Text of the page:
Kennedy Space Center, Florida: A legless SpaceX Falcon 9 lifted off from Kennedy Space Center Pad 39A on March 16 2017 at 2:00:00 AM Eastern Daylight Time to deliver an EchoStar XXIII Communications Satellite to Geosynchronous orbit.
This launch represented several firsts:
- This is the first SpaceX night launch from KSC Pad 39A
- The mission required the payload to be boosted too far for SpaceX to attempt a landing on the autonomous drone ship. With no landing attempt, it was the first Falcon launch in over a year to not have landing legs or steering fins.
- This is the first launch of a commercial satellite launched from KSC on a non-NASA mission
- This is the first Florida SpaceX launch with a serial number visible on the Falcon first stage. The number “30” appeared on several sides of the rocket.
Rapid Retraction of the Transporter-Erector
SpaceX is hoping to launch every two weeks for the rest of the year. This is an ambitious turn-around cycle. Part of the plan to enable a fast turnaround is a new move to get the Transporter-Erector (T-E) out of the way of the rocket exhaust. While this is the second time that SpaceX has performed the maneuver, this is the first time that our cameras were positioned to document the movement of the T-E. In the past, the T-E would retract a few degrees from the rocket before ignition. This maneuver still happens, but immediately after ignition, the T-E continues to move. By the time that the rocket exhaust would be scorching the T-E, it is safely out of the way. SpaceX reports that the T-E was undamaged after the CRS-10 launch on February 19, 2017.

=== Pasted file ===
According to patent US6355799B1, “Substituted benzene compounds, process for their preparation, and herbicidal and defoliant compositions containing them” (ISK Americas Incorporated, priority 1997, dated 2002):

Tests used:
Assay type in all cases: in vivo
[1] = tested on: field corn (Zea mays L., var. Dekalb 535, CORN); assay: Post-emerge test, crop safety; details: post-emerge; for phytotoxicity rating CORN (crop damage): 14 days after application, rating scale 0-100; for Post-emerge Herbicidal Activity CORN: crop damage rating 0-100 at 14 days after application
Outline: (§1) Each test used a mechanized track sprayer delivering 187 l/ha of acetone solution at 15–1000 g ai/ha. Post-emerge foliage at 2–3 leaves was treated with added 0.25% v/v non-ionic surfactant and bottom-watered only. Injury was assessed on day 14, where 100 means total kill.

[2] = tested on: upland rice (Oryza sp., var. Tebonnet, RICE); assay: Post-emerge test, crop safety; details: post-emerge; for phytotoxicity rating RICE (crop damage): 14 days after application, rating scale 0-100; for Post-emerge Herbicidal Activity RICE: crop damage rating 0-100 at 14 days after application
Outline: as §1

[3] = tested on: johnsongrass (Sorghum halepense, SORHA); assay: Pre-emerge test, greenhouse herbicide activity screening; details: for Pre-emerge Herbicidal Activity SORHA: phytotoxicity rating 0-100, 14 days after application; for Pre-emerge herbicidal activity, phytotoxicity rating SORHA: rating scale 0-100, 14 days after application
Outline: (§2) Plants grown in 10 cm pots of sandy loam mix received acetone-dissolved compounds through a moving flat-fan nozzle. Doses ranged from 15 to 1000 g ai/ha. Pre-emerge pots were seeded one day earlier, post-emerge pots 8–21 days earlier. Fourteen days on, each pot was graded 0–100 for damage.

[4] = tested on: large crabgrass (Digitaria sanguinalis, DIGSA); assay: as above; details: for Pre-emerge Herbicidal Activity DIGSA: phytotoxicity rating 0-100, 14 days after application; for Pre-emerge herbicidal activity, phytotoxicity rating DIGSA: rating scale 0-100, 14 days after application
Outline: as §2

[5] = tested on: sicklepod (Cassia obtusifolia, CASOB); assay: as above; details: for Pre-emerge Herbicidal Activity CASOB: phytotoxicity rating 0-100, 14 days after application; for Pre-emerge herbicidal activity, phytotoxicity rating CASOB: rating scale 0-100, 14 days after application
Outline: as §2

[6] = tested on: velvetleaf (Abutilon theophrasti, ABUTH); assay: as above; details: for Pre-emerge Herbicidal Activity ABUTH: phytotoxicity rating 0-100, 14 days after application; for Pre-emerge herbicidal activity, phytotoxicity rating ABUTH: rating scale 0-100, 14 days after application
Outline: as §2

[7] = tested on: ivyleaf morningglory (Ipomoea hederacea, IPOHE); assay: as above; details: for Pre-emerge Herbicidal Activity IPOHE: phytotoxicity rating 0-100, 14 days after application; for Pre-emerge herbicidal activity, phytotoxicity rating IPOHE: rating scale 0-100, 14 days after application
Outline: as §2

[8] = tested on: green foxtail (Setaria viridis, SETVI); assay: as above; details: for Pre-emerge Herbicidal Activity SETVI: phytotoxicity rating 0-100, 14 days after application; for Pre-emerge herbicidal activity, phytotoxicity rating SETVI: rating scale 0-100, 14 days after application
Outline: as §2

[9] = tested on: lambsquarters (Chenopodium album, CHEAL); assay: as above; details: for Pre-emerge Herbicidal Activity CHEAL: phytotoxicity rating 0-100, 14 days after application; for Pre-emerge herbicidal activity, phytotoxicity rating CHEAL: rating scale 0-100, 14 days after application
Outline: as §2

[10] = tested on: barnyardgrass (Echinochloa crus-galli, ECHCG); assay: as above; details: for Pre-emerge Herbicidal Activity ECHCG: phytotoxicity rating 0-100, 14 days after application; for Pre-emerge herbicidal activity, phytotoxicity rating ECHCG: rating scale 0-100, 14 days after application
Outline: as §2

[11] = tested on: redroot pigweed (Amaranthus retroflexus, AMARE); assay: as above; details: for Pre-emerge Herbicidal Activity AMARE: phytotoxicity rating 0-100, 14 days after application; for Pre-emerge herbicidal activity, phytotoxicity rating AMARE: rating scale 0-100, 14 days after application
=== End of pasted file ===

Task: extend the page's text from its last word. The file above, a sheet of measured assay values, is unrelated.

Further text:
About the Payload
EchoStar XXIII is a highly flexible Ku-band broadcast satellite services satellite with four main reflectors and multiple sub-reflectors supporting multiple mission profiles. Initial commercial deployment of EchoStar XXIII will be at 45 degrees West and will initially provide service to Brazil. EchoStar operates the world’s fourth-largest commercial geosynchronous fleet, with 25 satellites. Headquartered in Englewood, Colorado and conducting business around the globe, EchoStar is a pioneer in secure communications technologies through its EchoStar Satellite Servicers, EchoStar Technologies and Hughes Network Systems business segments.
It is worth remembering that the EchoStar company has invested $200 Million and three years to get this satellite built and deployed. We all enjoy the amazing rocket photos, but the fact is that without the payload, there is no need for a rocket and no chance to take these photos.
About the Rocket Photos
We Report Space had three remote cameras set up within the perimeter of Pad 39A.
Additional Launch Photos from We Report Space